After nearly two decades of heading the jam-band behemoth Phish, Trey Anastasio hasn’t slowed down one bit. On the ambitious live solo LP Plasma, Anastasio and his nine-piece stay true to the exploratory and freeform nature of Phish at their best, while venturing down new paths instrumentally through the use of a five-piece horn section and three-man rhythm section.

The first disc opens with the energetic “Curlew’s Call,” fueled by diverse Afro-Cubano rhythms and a percussion solo that eclipses Anastasio’s preceding guitar solo. The opening track is followed by “Plasma,” a song that touches on the jazzier side of Anastasio’s abilities. Immediately following is “Magilla,” an older Phish favorite that features a powerful brass arrangement that adds a musical layer not present on the original version.

The majority of the first disc stays consistent with the strong start of the opening tracks. “Mozambique,” the standout track, showcases both the abilities of the band, through a lively call-and-response performance by the brass section and of Anastasio’s guitar abilities in the Santana-like riffs spread throughout the song. Also of note is “Small Axe,” an instrumental interpretation of a song by Bob Marley.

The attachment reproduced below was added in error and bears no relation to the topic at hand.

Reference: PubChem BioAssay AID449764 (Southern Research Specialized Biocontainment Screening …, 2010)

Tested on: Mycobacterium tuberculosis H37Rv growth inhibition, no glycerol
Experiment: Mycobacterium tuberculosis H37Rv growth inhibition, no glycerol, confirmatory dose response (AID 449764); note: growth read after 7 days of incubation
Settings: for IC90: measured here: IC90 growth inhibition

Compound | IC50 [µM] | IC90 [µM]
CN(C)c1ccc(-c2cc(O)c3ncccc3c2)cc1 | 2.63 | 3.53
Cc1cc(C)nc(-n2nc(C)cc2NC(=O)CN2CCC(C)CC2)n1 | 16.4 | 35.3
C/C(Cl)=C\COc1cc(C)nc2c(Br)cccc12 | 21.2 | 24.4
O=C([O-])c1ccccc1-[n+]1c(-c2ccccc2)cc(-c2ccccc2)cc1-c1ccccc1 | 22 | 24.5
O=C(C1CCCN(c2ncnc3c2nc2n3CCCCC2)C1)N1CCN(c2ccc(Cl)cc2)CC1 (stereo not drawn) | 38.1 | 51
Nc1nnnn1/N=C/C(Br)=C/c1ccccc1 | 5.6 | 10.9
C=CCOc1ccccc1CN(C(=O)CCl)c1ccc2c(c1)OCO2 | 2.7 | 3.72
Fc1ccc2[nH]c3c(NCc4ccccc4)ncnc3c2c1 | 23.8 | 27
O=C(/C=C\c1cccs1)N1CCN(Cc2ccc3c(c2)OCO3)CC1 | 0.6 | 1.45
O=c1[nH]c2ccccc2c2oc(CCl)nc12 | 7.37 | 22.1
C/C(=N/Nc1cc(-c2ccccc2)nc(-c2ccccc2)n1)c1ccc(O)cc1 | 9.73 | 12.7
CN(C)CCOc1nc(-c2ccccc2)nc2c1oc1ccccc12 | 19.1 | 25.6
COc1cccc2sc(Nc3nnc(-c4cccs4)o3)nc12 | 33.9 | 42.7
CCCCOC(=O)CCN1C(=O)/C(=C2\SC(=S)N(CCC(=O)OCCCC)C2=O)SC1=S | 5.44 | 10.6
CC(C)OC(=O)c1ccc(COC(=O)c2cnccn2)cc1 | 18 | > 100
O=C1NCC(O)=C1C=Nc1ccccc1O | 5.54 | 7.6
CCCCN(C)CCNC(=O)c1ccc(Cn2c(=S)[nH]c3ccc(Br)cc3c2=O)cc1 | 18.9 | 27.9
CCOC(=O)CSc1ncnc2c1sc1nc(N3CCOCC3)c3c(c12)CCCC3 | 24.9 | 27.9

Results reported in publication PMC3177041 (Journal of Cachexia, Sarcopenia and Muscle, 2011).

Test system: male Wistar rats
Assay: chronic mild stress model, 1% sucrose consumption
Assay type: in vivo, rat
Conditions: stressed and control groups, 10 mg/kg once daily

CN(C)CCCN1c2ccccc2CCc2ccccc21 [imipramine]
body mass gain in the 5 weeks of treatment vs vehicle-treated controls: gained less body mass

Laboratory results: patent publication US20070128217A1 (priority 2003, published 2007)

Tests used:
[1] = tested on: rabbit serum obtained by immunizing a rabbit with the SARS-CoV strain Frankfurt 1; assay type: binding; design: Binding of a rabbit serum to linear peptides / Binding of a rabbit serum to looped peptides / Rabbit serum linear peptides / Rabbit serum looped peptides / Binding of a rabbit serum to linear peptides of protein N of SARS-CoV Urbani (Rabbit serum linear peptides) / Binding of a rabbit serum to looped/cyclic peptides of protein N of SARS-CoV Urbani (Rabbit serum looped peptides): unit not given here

Although less musically adventurous, Plasma’s second disc still remains a worthwhile listen. “Night Speaks to a Woman,” the sole track on Plasma drawn from Anastasio’s self-titled debut, features a coarse, catchy lead guitar line and highlights Anastasio’s masterful control of tempo. Similar to “Magilla,” the closing track, “Sand,” also builds on previous Phish performances through the addition of distorted guitar not prominent in earlier versions.

Drawing from jazz, reggae, swing, African and Cuban influences, Anastasio creates a unique musical montage, just in time for warmer weather. As Anastasio states in “Curlew’s Call,” “The message that I get from spring / Is that a change can surely bring / A break from the sullen winter skies.” Through danceable rhythms and instrumental experimentation, Plasma makes a good accompaniment to the change in mood.

Rating: 3 1/2 stars.

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